Was it a fool’s winter?

I wish I could say I was heading north this weekend to ski on a five foot base where snow piles are glistening still. I wish I could flash a goggle tan as I switch to spring skiing gloves and a soft shell jacket. The winter of 2015-16 in New England shocked all of us after last season’s plentiful snow.  Significantly warmer than average temperatures, lack of precipitation and frequent thaw freeze patterns made the winter, well, foolish.

This is no surprise to those who follow the winter season across New England. We waited. We hoped. We never gave up…but winter did. She just never showed up.

I could be bitter as I sit here on April 1st with my yard blooming at least one month ahead of the norm. I could be kicking the baseboard with my hiking boot had I not switched (already) to mud season footwear. In spite of the horrific lack of cold and snow, I remain grateful for  another winter shared in the company of my snow loving family and friends.

January took me to Mount Snow in Vermont for the annual Kids of Courage winter event Superbly handled by the AbilityPLUS, Inc. volunteers, over fifty physically challenged children and young adults rejoiced as they skied in spite of the teeming rain that fell all day. There may have been a total deficit of snow and cold but the smiles lit up the hill. I am a better person for having been a part of this day.

February found  me traveling northward to Camden, Maine where I had previously only visited in the summer. The welcome that small town gave to a group of ski journalists (North American Association of Snowspnorts Journalists/EAST) felt like a warm hug. For three days,  we became part of the U S Toboggan National Championships and celebrated Mardi Gras as only Camden can. Although the snow conditions were variable at best, I did get to the summit of the Camden Snow Bowl where I caught the view of the Atlantic in the near distance.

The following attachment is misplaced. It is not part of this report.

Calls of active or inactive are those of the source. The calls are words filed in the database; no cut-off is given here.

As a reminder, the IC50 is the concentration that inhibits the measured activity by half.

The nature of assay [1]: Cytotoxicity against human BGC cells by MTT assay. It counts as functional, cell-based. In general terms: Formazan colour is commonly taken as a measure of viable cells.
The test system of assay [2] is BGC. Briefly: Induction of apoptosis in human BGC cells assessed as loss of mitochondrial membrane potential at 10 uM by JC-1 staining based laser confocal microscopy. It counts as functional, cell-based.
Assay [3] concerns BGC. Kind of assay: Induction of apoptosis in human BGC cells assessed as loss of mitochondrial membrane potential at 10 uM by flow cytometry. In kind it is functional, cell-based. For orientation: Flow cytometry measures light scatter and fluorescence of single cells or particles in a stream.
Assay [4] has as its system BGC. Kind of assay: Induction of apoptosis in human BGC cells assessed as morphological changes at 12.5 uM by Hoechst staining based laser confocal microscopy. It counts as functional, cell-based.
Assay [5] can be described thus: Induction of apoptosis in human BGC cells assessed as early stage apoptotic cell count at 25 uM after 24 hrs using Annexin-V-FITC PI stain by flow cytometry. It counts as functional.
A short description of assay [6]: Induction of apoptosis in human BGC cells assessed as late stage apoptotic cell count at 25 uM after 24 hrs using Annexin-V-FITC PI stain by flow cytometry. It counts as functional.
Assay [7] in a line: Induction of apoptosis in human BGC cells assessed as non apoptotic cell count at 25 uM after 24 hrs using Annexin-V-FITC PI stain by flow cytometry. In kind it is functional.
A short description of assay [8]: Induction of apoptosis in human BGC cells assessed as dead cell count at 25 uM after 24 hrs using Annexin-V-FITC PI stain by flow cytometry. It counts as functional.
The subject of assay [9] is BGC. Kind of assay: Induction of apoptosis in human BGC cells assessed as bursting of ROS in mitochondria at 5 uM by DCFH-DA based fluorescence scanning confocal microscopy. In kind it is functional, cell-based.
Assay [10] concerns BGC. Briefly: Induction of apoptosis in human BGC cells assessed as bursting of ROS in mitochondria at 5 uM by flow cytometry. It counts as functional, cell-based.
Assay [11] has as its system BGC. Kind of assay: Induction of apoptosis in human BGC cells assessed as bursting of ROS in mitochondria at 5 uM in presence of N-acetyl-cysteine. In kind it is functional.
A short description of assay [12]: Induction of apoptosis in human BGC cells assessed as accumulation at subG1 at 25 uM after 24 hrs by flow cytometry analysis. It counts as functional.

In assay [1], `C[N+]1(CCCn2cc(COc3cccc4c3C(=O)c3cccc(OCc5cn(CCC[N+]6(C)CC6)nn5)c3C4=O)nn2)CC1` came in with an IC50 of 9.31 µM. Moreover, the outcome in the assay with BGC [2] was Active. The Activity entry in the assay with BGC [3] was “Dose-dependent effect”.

As March chimed in and the snow remained elusive, I headed back to Mount Snow for the annual meeting with my ski writer friends and colleagues. With a temperature of 72 degrees, I have never skied in such tropical air. With  bare hands and heads, we traversed  patches of snow avoiding the soil that is usually not seen until May. The following day, rain fell from the sky but many of the stoic ski writers took to the lifts because any day on skis is a great day. This is why I love this gaggle of folks. If you want to be around people who love winter look no further. The NASJA/E posse, informally defined as a group of people who have a common characteristic, occupation or purpose, can take any day on snow and make it fabulous…it doesn’t matter where or when. I left Mount Snow feeling the love even if the ground was too bare for my liking.

Between those adventures, “winter” found me at my home mountain, Waterville Valley in New Hampshire. With a positive attitude, they, like all resorts throughout New England, did their best to groom the ungroomable and make snow during short windows of opportunity only to have it lost to fog. The loyal skiers and riders still made the trek northward in spite of less than awesome conditions. Still, the hot chocolate flowed, perhaps with some Schnapps added early, and the fireworks lit the dark winter sky. The hiking trails were less snow covered but still trekked by those who love the outdoors.

Many say it was the winter that wasn’t but for me, it was yet another season to enjoy good company where the land rises skyward as mountains and stars gleam just a bit brighter.

I have no regrets and will eagerly wait for next winter’s first snowfall.






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